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Categories:

Maintenance

Don’t Fall Short Preparing For the Cold

Don’t Fall Short Preparing For the Cold

Is your vehicle ready for fall?

“Every season warrants its own vehicle checkup to make sure your vehicle is ready for the season ahead,” said Doug McAllister, owner of Douglas Automotive, in Barrington, Fox River Grove, and Crystal Lake.

Fall runs from September through December, so getting an early start on your vehicle’s routine maintenance before a hard winter sets in will keep you in the driver’s seat, rather than trudging away from your broken-down car through a foot of snow.

Don’t forget to change your windshield wiper blades, since you’ll likely be using them more as winter approaches. You should also replace regular windshield washer fluid with one that contains antifreeze.

Replace your engine’s air filter with a new one to keep your engine running smoothly. Another good reason to change it:  A dirty air filter will cost you more in gas. 

Make sure all lights - headlights, taillights

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Categories:

Maintenance

Squealing noises- What could they mean

Squealing noises- What could they mean

Of all the components that make up your car, brakes should be one of those at the top of your list for maintenance.

You certainly don’t want to be on a busy expressway, in rush-hour traffic or anywhere else for that matter, and not be able to stop your vehicle.

Ideally you should have your brakes checked on a periodic basis to make sure your brake pads (and possibly the rotors) aren’t worn.

Brake pads should last tens of thousands of miles, but our busy lives don’t always let us pay attention to things like mileage, so one way to tell you might need new pads is if you start hearing a squeal whenever you lightly touch the brake pedal.

“Most brake pads have a thin metal tab (called a wear indicator) that starts to touch the brake rotor when the pads wear down,” said Doug McAllister, owner of Douglas Automotive in Barrington and Crystal Lake. “When brake pads near the end of their life, it creates a high-pitched squeal

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Categories:

Brakes

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Brakes

Back-to-school checklist for your car with Douglas Automotive

Back-to-school checklist for your car with Douglas Automotive

You’re sending your kids back to school or off to college soon.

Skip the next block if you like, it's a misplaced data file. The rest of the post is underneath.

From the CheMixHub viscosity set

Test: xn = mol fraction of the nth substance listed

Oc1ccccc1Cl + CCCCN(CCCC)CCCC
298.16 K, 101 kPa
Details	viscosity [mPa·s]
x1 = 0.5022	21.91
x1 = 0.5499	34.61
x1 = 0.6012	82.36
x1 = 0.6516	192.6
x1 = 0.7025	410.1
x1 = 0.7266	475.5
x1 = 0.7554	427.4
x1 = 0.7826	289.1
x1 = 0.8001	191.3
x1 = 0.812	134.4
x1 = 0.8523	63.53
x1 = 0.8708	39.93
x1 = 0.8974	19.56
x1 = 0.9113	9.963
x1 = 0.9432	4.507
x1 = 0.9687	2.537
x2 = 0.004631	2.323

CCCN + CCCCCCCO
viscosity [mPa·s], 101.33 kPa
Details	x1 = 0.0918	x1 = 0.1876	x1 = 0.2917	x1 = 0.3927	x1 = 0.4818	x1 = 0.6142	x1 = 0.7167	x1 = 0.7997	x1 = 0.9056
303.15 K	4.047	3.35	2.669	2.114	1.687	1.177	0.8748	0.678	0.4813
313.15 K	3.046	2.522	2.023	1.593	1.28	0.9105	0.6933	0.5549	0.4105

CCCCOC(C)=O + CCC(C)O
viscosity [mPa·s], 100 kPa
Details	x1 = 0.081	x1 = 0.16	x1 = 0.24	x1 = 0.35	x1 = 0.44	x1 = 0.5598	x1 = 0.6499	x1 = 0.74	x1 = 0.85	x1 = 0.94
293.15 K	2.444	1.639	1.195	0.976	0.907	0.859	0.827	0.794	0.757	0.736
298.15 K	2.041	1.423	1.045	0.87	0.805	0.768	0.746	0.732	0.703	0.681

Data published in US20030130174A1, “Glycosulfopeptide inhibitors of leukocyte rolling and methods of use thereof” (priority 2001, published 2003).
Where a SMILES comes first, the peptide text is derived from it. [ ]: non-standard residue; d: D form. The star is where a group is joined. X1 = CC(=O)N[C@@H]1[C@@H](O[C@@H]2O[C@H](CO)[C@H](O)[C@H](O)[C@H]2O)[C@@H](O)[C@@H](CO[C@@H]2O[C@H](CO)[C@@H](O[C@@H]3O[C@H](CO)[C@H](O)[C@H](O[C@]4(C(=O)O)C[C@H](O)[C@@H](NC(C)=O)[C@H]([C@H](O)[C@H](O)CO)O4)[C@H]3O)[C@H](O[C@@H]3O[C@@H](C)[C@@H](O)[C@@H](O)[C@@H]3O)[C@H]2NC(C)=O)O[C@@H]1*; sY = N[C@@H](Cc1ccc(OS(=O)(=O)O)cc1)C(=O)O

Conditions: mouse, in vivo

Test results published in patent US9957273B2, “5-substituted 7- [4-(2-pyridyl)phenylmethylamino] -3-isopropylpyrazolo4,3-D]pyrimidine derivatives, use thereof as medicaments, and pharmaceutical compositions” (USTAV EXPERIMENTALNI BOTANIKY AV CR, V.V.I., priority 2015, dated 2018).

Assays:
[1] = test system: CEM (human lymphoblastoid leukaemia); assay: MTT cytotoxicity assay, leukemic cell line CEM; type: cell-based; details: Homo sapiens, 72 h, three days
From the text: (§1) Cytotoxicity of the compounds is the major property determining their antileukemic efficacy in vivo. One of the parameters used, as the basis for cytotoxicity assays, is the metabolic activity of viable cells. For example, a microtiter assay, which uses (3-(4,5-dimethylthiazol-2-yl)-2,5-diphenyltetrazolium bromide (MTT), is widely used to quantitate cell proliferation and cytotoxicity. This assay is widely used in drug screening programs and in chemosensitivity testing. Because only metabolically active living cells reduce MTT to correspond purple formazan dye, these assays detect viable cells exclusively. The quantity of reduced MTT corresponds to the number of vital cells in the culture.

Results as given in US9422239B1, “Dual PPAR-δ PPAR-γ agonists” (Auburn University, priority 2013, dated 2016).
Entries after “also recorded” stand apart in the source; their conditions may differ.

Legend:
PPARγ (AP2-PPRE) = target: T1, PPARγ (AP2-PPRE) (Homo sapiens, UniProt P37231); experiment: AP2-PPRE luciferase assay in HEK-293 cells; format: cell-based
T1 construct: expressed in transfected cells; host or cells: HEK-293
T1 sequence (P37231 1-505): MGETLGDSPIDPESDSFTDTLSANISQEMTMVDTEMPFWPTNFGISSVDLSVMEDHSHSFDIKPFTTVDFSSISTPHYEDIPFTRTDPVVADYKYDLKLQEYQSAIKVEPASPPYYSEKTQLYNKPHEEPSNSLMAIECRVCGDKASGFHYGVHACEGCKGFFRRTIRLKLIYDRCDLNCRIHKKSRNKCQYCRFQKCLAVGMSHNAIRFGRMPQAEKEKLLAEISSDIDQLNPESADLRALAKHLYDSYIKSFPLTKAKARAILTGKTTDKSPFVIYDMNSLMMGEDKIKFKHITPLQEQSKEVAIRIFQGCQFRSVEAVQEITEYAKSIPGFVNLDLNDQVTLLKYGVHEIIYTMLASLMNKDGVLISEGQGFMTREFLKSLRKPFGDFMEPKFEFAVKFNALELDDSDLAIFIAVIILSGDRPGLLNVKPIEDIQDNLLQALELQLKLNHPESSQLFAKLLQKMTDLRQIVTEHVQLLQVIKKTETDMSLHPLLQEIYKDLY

You’ve shopped for all their essentials, but have you checked out the one thing that’s more important than all those clothes and books? The car they’ll be driving. Or for that matter, the car you’ll be driving to take the younger ones to soccer practice and ballet lessons.

To keep Susie safe on the road, check off the following (Better yet, take Susie with you to check the following):

●       Battery. Check for corrosion on the terminals. Also, if it’s more than four years old, consider buying a new one. Have your mechanic check to see how much life it has left.

●       Fluid levels. Check oil, transmission, brake fluid and coolant, and make sure they’re topped off.

●       Warning li

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Check-engine light on? Check with a professional.

Check-engine light on? Check with a professional.

If your vehicle’s check-engine light goes on, don’t ignore it.

Having it checked by a professional can make a big difference in long-term cost savings because it can signal anything from an expensive engine repair to something as simple as a loose gas cap.

The check engine light is part of your car’s onboard diagnostics OBD system and an indicator of the condition of your car’s emissions system. If it does go on, the light will do one of two things: blink, or remain constant.

In either case, you’ll need the problem fixed and the light turned off in order for your vehicle to pass state inspection. According to CarMD.com ten percent of all cars on the road have a check engine light on, and more than half of them have been on for more than three months.

If it’s blinking, get to a mechanic immediately, if not sooner. That blinking usually means a severe engine misfire, which lets unburned fuel into the exhaust system, o

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Don’t Start with an Old Battery

Don’t Start with an Old Battery

Your car’s battery provides the power that starts your car, so it’s important to make sure it’s in top condition.

If you ever accidentally leave your lights on after you shut off the engine, you know firsthand how you can inadvertently drain the battery.

You can tell your battery is getting old when it takes longer for your car to “turn over”. Prevention is in order to avoid being stranded with a dead battery. It is not uncommon for a battery to seem to work fine one day and not the next. They don’t always give warning. A battery can also fail just as easily on a hot summer day as on a cold winter one.

Not all batteries are created equal. Different vehicles require different types of batteries. You will want to purchase the correct battery for your car, stay away from the lowest price because in the long run that may end up costing you the most.

Do you live in extreme weather conditions, hot or cold, drive long haul

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Categories:

Battery